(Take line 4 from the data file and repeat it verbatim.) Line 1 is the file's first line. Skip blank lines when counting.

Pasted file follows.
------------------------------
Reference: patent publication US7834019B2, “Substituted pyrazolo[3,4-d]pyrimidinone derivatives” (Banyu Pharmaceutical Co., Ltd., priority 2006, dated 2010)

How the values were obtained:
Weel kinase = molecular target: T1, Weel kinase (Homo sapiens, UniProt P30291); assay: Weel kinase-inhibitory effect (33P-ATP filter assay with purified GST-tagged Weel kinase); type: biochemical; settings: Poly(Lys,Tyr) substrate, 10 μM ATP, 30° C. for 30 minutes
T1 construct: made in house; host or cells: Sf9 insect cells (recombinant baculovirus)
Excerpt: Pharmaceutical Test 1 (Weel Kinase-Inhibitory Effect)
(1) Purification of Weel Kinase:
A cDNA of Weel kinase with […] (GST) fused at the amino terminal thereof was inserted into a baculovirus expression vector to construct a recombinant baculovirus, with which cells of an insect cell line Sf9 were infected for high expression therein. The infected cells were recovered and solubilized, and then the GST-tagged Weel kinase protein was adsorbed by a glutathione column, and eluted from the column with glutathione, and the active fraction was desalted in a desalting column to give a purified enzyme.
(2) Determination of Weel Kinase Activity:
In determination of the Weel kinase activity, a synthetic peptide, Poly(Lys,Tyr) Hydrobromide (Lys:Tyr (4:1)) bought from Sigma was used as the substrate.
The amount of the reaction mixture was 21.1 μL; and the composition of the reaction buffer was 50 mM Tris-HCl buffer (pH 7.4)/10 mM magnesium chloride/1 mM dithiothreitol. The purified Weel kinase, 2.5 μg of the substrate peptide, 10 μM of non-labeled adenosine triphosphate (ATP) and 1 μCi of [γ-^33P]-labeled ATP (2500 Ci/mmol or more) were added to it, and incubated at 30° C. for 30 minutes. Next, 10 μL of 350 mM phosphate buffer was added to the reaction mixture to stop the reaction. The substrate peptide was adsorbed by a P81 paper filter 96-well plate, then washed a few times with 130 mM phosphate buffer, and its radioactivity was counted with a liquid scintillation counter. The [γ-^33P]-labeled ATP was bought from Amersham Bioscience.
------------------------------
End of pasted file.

T1 construct: made in house; host or cells: Sf9 insect cells (recombinant baculovirus)